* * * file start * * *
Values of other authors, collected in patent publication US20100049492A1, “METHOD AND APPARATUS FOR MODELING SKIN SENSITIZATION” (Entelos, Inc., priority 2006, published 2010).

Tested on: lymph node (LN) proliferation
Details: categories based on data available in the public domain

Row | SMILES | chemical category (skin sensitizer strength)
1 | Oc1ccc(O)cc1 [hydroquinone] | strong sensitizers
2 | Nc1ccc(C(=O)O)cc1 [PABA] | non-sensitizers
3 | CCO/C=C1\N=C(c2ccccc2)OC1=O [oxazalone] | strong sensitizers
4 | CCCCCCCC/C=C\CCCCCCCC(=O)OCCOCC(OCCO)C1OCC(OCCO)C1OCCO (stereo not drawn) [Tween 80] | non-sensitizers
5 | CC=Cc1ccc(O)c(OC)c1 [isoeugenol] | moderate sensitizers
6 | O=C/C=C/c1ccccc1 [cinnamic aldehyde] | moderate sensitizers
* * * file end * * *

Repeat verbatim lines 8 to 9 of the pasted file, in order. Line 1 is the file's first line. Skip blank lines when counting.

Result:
4 | CCCCCCCC/C=C\CCCCCCCC(=O)OCCOCC(OCCO)C1OCC(OCCO)C1OCCO (stereo not drawn) [Tween 80] | non-sensitizers
5 | CC=Cc1ccc(O)c(OC)c1 [isoeugenol] | moderate sensitizers